The Treaty of Versailles

The Treaty of Versailles

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The Treaty of Versailles When the Treaty of Versailles was signed on the 28th June 1919 many
people were not happy with it. Some people felt that it was too harsh
and others felt that it was not harsh enough. There is evidence to
support both sides of this argument but I feel that

maybe we should have felt more sorry for Germany as they had to go
through a lot during the peace treaty process. But let’s not forget
that they could have been worse of if France and Georges Clemenceau
would have got their ways.

To most Germans, the treatment of Germany was not in keeping with
Woodrow Wilson’s Fourteen Points. For example, while self-rule was
given to countries such as Estonia, Latvia and Lithuania,
German-speaking people were being divided by the terms forbidding
anschuluss (the speaking of German) with Austrians.

Some were also forced to go to new countries (like Czechoslovakia) to
be ruled by non-Germans. Germany felt more insulted by not being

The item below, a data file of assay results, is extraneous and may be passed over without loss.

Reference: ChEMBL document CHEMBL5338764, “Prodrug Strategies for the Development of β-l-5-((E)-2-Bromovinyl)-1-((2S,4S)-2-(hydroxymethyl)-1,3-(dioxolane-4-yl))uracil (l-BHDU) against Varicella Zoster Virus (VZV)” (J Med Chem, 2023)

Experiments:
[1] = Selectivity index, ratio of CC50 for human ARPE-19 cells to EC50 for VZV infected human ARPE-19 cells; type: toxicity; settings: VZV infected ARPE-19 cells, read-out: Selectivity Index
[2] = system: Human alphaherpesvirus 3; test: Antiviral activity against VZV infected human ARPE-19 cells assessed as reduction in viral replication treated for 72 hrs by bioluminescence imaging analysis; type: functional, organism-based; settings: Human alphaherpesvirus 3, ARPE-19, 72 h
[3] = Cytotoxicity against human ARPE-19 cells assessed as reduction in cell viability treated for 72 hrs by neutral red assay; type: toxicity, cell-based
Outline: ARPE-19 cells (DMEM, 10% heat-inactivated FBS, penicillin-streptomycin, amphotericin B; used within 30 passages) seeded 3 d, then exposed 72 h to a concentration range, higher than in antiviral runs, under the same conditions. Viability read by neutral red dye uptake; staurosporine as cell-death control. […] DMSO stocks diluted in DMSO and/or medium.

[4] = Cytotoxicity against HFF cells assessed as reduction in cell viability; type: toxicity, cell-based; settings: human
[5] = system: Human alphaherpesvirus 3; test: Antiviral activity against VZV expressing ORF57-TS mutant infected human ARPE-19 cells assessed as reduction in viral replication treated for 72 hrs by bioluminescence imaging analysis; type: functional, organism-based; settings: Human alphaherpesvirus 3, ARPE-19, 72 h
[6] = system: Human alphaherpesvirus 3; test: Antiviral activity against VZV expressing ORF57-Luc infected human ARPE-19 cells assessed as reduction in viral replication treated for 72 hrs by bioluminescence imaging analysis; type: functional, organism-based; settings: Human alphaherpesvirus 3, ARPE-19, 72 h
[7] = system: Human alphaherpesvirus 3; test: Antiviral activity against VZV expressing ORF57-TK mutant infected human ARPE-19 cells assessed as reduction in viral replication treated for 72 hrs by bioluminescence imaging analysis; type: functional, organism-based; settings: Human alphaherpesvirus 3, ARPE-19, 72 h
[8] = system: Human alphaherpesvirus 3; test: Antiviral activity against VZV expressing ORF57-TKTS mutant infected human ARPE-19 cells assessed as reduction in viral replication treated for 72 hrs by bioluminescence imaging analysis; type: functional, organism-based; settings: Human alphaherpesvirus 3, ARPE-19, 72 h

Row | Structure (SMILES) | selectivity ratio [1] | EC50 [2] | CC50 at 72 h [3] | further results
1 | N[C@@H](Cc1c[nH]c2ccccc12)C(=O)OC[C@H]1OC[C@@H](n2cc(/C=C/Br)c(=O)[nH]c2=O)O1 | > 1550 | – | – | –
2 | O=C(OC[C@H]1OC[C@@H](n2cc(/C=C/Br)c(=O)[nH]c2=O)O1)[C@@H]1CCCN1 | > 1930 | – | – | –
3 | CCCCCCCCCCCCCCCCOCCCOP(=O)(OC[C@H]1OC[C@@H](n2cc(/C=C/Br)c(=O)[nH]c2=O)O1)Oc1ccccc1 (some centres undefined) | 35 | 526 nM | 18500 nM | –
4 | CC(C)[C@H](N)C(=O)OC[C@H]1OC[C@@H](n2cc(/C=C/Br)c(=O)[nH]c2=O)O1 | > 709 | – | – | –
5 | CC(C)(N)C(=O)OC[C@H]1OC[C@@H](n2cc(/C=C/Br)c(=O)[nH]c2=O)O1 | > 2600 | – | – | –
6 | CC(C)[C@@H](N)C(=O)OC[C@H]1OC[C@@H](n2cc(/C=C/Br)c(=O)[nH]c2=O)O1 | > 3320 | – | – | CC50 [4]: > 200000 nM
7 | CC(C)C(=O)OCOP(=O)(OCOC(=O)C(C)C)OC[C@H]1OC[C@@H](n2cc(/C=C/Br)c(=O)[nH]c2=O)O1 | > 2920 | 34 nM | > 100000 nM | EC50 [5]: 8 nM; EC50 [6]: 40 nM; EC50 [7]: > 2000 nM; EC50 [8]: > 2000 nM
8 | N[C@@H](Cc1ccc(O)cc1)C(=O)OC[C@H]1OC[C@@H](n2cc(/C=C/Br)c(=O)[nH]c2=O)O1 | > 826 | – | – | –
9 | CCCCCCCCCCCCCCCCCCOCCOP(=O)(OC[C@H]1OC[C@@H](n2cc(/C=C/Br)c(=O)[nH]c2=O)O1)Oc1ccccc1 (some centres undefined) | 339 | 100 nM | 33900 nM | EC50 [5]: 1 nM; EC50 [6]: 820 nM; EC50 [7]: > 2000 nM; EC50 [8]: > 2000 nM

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invited to join the League of Nations.

The term ‘war guilt’ was hated a lot by the German public. Germans had
felt that at the very least the blame should be shared. What had made
matters even worse, however, was that because Germany was forced to
accept blame for the war, it was also expected to pay for all the
damage caused by it during the war.

The German economy was already in a bad shape. People had very little
food.

They feared reparations payments would cripple them and also might
produce a famine.

Allies demanding 6 billion pounds from Germany straight away seems a
little farfetched because even in today’s money this is an
astonishingly large amount. Still to this day the large sum of money
has not been paid.

The disarmament terms upset Germans. An army of 100,000 was very small
for a country of its size and the army was a symbol of German pride.
Despite Wilson’s Fourteen Points calling for disarmament, none of the
Allies disarmed to the extent that Germany had done in the 1920’s. For
instance they were only allowed 6 battle or naval ships, which for a
country bigger than England seem to be a very small amount.

Germany had indeed lost a lot of territory. This was a major brake
down to German pride and its economy. Both the Saar and Upper Silesia
were important industrial areas that were lost.

Meanwhile, as Germany was losing land, the British and French were
increasing their empire by taking control of German and Turkish
territories and settlements in Africa and the Middle East.

On balance I think that the treaty on Germany was by no means fair in
the series of terms pressed on them, but we should always remember
that it could have been worse. If Clemenceau would have gotten his way
Germany might have ceased to exist.

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